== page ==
IRS plans to decrypt cryptocurrency wallets
Over the past decade, the emergence and rapid adoption of cryptocurrencies has led many people to keep their assets in specially designed crypto wallets, software, and devices that store public and private crypto keys to keep track of. ownership of cryptocurrencies so that users can send, receive and store digital data. currency.
Although cryptocurrencies and wallets are legal, they are often used in ransomware attacks, where criminals demand payment in Bitcoin that is virtually unobtainable. Even if a hardware cryptowallet – one of the most secure types of wallets that is often used to store large amounts of cryptocurrency – is submitted as evidence in a criminal investigation, law enforcement has no way. to access the data if its owner does not want or cannot unlock the wallet.
Now, the IRS Criminal Investigation Unit will work to unlock cryptocurrency wallets so that investigators can more easily track the movement of cryptocurrencies and potentially recover stolen assets and prevent currency theft. digital.
The IRS will work with VTO Inc., a Colorado-based device forensics company, to research and develop techniques to access cryptowallets by exploiting hardware, software and firmware vulnerabilities that may exist in secure devices.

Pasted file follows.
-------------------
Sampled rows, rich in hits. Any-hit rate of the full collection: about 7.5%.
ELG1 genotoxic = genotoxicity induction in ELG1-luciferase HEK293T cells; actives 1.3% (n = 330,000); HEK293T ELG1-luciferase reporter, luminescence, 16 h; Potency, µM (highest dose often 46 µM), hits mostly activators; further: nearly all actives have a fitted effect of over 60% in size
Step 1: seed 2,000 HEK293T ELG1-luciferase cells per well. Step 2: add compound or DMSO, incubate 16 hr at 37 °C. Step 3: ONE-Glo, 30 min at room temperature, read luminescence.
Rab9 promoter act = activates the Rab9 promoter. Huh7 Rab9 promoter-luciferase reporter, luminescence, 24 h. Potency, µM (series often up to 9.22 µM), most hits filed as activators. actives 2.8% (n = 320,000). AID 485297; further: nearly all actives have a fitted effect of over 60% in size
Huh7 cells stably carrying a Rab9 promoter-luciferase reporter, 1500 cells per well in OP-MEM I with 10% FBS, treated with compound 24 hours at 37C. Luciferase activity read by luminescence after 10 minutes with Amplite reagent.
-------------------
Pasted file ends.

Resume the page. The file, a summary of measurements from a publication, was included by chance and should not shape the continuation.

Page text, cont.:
The goal of the IRS is to develop a body of research into the exploitation of crypto wallets, leveraging digital forensics for firmware analysis, hardware reverse engineering techniques, and card deconstruction. printed circuits and integrated circuit packages, among others. He expects to create a consistent and repeatable process for accessing existing and future portfolios that can be taught and followed in a digital forensics lab.
VTO will first be responsible for operating a single type of device, or specific model, and showing how it can compromise the integrity of the cryptowallet’s protections and capture its content. Once this practice can be applied consistently, VTO will endeavor to leverage a variety of portfolios to identify trends in operating techniques and any consistent variables across different devices.
Through this work with VTO, the IRS will have “device specific acquisition / operation processes, guide and training for each device subject to be used in a digital forensic laboratory. “.
Learn more about the project here.
Shourjya Mookerjee is an associate editor for GCN and FCW. He is a graduate of the University of Maryland, College Park, and has written for Vox Media, Fandom and a number of Capital Region media. He can be contacted at [email protected] – or you can find him ranting about sports, cinematography and the importance of local journalism on Twitter @byShourjya.